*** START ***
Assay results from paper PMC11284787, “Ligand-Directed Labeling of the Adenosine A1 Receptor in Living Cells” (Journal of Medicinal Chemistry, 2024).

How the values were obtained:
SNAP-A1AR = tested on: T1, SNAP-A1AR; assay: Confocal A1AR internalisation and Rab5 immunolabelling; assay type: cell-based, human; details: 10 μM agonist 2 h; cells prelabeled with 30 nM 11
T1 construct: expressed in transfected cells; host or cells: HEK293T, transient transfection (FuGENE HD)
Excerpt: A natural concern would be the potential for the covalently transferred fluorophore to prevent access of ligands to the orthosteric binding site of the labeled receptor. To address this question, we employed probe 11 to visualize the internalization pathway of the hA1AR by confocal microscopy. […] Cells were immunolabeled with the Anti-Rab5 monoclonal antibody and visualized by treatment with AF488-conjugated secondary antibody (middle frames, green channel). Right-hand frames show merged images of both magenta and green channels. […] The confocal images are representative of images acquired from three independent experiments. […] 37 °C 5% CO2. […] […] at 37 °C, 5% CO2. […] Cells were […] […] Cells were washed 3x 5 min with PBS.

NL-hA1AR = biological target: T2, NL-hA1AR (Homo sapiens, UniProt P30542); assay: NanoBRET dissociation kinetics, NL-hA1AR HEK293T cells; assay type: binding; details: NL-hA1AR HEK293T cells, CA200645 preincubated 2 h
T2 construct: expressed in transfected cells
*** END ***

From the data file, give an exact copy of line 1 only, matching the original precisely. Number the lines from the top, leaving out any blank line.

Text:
Assay results from paper PMC11284787, “Ligand-Directed Labeling of the Adenosine A1 Receptor in Living Cells” (Journal of Medicinal Chemistry, 2024).